Everyone is back to school today and the dog and I finally have a few minutes of quiet. I've been wanting to write about this summer for a while and here's my chance. We live in Minnesota but my husband and I grew up in Michigan and still have a lot of ties there including our parents and siblings and their families. We both grew up in rural areas but while my house was in the country, there was a reasonably large town with an engineering college about 7 miles away. That doesn't do much if you have no transportation but it does provide some economic stability for a community. In contrast, my husband grew up in "town" in an area about 350 miles from my house. There were about 750 folks living there as of the last census and the nearest town of any substantial size with a hospital and a Walmart is 32 miles away. The region is economically depressed and has been for decades. Through a crazy set of circumstances, we have ended up with a house and a bit of land 5 miles outside my husband's hometown. It is a very different feeling to visit a place thinking I would only be an occasional visitor than when I realize I will probably end up living there as a permanent resident sometime in the future. It's maybe a morbid thought but I'm struck by the fact that if I live to be an old lady there, I might be buried in the same cemetery as my in-laws, not anything I would have ever expected after living such a transient life to this point. To say that I have mixed feelings about this possible future is like saying Denali is a hill. Still, a lot can happen in ten years and the place has grown on me after spending five weeks there this summer. So in the interest of ignoring the horse's teeth and making lemonade and all that, here are some cool bits about the place.
The south line of the property is literally on the 45th Parallel, halfway between the North Pole and the equator. Ironically, I nearly live at that same latitude now several states west. The house is on top of a hill surrounded by woods, mostly maple trees but quite a few cedar as well. There is a creek that runs at the base of the hill behind the house.
The previous owners had many trails through the woods and they are nice for snowshoeing. It is feels incredibly quiet compared to my busy subdivision but when you are actually being still and listening, the place is alive with sound. The former lady of the house was quite a gardener and I spent a lot of my five weeks weeding and cleaning up flower beds that hadn't had much attention for about two years. As I pulled up bucket after bucket of tiny but firmly rooted maple seedlings, I was surrounded by birdsong, buzzing bees, the occasional cow mooing, far away traffic on the state highway, Sunday church bells, my dog barking at the commotion from the pack of pitbull puppies being raised on the other side of the woods, my husband's chainsaw, the running creek, the prehistoric cry of sandhill cranes, and underneath it all, the thunderous rumble of the faraway artillery from the weekend training of the National Guard. Weeding is an act of meditation and observation and leaves a great sense of satisfaction looking back at completed portions of the flower beds. I left some of the flowering weeds there because the bees seemed to be particularly enthusiastic about some of them.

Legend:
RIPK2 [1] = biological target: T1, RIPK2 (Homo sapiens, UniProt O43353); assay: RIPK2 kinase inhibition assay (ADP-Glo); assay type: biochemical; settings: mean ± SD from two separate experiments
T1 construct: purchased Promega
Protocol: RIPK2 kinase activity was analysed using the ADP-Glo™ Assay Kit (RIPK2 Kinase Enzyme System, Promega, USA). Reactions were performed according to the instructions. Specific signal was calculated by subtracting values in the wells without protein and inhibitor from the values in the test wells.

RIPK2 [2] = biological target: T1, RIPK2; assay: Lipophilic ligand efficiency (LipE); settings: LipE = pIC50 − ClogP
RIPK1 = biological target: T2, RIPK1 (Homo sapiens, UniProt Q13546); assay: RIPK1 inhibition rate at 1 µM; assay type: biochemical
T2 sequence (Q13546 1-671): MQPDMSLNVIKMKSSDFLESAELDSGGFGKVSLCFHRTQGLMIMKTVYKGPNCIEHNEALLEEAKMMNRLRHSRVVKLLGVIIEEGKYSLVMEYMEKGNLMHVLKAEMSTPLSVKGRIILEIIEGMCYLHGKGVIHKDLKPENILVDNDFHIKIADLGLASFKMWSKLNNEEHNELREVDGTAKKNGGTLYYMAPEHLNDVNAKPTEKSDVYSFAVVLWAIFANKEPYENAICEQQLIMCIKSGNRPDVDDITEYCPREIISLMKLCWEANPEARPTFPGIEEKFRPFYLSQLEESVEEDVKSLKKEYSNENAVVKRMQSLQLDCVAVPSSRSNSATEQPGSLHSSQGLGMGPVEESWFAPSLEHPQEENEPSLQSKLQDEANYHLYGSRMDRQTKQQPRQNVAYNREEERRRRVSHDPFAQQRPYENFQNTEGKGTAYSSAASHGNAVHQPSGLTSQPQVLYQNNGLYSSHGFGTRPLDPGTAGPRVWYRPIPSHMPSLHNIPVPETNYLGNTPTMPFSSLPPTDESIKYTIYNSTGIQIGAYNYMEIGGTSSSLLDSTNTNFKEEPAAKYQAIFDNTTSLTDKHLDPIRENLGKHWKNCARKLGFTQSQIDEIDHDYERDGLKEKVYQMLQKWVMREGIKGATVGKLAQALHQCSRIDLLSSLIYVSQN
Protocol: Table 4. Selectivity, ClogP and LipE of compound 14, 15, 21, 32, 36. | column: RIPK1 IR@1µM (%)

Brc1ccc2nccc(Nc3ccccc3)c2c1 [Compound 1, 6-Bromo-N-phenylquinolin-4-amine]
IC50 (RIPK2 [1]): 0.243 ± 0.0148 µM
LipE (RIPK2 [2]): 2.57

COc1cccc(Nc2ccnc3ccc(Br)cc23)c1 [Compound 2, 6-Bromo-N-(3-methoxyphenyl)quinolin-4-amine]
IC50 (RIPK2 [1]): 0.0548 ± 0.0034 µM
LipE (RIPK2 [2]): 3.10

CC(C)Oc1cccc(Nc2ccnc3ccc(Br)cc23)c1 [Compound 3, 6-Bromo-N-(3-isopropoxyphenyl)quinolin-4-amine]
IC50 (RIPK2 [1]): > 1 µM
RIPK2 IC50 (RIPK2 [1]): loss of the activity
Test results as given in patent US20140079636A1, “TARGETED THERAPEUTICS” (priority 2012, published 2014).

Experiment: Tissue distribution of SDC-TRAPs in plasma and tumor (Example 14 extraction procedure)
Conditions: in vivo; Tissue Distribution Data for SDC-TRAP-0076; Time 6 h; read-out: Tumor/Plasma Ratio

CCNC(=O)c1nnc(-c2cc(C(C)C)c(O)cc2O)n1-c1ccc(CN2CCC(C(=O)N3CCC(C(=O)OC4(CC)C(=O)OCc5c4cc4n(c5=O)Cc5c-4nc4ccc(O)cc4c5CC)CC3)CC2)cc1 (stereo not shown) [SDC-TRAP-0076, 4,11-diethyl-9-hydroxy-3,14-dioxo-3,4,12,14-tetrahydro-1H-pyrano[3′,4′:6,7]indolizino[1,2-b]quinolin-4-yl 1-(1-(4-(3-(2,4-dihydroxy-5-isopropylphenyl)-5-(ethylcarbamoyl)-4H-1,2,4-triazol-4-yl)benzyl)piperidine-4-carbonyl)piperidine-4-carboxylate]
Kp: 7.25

The top of the garden is a mixture of raspberries and tiny white roses.
I became pretty attached to the garden and was sorry to leave just as the sedum and mums were beginning to flower. I did manage to find a much quieter visitor to the garden than the bees.
Someday I will live there long enough to start veggies in the greenhouse. I'm not so enthusiastic about chickens but there is a place for them if we need it. It still needs to be cleaned out from the previous occupants but I'm writing about the good things so we'll discuss that another time. The space originally used as a veggie garden in front of the greenhouse needs substantial work and that's for another summer too. The neighbor's cows are right beyond the tree line.
The weather was gorgeous with cool nights and days warm enough for shorts but not requiring air conditioning. The air smells like cedar and the mint planted behind the back stairs. I have other things to write about summer but I'll save them for another day.
I'll leave this entry with a picture from down the road in a neighboring farm field. kalliel, I thought of you when I saw them and had to take a picture.